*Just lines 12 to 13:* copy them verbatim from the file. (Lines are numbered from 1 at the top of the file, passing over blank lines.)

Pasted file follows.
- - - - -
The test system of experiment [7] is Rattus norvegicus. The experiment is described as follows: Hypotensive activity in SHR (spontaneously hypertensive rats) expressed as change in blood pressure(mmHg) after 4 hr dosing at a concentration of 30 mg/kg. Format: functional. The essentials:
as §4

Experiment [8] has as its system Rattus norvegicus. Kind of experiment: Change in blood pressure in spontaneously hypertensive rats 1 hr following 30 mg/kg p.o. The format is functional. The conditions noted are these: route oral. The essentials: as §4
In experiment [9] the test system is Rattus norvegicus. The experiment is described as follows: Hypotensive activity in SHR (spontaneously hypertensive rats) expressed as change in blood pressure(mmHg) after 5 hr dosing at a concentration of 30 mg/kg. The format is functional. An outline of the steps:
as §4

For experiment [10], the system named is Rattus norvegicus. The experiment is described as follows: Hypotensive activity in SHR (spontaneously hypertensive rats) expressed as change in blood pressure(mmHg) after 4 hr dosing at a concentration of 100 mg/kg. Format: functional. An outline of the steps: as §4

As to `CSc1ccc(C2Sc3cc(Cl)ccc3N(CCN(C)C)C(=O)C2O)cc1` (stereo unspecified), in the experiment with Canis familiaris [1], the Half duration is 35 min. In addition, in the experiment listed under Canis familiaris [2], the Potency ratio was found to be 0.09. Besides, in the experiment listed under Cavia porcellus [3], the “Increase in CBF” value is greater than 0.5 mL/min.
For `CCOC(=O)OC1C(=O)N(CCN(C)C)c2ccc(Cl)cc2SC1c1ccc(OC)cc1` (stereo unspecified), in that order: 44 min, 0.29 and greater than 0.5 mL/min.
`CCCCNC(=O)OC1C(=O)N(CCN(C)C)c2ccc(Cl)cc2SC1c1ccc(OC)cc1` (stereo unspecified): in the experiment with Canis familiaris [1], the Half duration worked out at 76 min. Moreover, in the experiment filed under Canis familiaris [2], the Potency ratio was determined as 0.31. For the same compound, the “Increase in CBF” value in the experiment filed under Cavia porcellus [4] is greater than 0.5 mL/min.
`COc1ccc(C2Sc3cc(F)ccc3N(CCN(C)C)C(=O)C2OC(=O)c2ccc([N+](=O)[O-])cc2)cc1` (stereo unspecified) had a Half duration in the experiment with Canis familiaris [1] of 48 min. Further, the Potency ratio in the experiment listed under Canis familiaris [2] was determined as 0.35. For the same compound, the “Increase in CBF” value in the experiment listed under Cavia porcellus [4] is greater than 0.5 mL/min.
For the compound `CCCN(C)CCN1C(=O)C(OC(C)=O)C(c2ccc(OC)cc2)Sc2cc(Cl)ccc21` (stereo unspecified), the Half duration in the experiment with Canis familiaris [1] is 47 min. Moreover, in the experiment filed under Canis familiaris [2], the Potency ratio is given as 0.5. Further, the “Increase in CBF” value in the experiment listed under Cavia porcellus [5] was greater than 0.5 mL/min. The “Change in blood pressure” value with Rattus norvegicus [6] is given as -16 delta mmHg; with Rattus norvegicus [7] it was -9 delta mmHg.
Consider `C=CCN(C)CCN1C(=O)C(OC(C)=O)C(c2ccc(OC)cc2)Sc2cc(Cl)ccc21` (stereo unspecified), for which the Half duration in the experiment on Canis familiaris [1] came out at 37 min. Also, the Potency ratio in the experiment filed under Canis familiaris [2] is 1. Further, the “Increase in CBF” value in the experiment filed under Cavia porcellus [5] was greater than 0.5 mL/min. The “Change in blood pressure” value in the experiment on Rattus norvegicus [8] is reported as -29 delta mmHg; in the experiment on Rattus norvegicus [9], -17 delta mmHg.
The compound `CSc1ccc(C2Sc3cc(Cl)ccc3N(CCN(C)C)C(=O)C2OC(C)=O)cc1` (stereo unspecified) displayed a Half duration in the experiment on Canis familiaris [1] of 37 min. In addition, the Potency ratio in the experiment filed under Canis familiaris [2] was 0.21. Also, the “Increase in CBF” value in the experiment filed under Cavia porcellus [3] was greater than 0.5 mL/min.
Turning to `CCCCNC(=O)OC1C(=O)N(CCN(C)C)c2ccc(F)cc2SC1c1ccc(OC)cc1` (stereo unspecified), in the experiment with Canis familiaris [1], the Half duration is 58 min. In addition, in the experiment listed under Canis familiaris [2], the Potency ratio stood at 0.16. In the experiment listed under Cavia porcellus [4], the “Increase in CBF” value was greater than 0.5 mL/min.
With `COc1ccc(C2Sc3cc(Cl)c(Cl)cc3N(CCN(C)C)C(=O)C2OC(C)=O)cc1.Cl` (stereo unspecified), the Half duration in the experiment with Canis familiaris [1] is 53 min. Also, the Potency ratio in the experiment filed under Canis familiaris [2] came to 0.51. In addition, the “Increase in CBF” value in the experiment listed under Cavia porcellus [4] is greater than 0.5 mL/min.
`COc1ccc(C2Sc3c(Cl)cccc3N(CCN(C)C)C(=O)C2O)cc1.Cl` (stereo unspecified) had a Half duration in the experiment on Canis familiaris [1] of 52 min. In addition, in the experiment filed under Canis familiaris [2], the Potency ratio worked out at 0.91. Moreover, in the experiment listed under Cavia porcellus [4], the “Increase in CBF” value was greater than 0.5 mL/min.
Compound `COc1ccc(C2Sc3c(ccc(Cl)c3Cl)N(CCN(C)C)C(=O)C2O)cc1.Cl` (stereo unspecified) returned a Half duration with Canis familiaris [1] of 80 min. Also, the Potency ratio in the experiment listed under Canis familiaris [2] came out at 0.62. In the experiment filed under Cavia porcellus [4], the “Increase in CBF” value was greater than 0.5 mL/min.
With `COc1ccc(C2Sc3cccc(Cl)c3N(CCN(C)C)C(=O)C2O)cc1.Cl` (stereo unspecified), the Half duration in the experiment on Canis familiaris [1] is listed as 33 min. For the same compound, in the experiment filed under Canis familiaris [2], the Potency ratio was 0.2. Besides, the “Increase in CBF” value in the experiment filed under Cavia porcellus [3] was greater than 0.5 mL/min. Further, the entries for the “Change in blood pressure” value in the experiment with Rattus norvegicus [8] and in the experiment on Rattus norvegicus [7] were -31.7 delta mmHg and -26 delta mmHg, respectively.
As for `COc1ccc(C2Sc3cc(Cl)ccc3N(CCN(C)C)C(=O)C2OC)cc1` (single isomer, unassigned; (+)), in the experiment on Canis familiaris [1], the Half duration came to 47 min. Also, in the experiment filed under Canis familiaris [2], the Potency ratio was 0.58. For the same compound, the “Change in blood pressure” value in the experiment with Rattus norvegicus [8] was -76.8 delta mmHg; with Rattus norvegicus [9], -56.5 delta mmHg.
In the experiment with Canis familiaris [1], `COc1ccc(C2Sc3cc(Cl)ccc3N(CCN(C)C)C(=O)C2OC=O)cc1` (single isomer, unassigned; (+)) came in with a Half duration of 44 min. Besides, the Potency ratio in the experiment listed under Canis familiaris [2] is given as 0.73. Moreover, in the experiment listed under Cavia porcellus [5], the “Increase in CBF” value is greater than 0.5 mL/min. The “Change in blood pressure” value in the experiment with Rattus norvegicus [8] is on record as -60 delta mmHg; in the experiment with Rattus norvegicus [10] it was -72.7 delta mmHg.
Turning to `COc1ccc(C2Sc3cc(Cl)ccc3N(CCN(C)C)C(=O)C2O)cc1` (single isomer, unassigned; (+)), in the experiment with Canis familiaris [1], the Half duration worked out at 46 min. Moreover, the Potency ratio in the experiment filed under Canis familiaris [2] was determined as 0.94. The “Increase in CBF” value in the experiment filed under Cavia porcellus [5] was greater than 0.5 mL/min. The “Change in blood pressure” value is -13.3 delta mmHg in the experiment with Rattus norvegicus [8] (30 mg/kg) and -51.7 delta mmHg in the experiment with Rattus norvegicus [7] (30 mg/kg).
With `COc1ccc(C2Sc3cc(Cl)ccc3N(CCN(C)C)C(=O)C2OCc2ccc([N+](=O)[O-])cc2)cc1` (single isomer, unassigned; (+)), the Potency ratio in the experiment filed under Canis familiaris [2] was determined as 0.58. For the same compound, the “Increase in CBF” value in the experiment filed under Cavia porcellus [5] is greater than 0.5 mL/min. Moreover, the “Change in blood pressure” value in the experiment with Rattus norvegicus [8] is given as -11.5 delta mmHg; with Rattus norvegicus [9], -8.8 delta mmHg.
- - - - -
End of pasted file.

Consider `C=CCN(C)CCN1C(=O)C(OC(C)=O)C(c2ccc(OC)cc2)Sc2cc(Cl)ccc21` (stereo unspecified), for which the Half duration in the experiment on Canis familiaris [1] came out at 37 min. Also, the Potency ratio in the experiment filed under Canis familiaris [2] is 1. Further, the “Increase in CBF” value in the experiment filed under Cavia porcellus [5] was greater than 0.5 mL/min. The “Change in blood pressure” value in the experiment on Rattus norvegicus [8] is reported as -29 delta mmHg; in the experiment on Rattus norvegicus [9], -17 delta mmHg.
The compound `CSc1ccc(C2Sc3cc(Cl)ccc3N(CCN(C)C)C(=O)C2OC(C)=O)cc1` (stereo unspecified) displayed a Half duration in the experiment on Canis familiaris [1] of 37 min. In addition, the Potency ratio in the experiment filed under Canis familiaris [2] was 0.21. Also, the “Increase in CBF” value in the experiment filed under Cavia porcellus [3] was greater than 0.5 mL/min.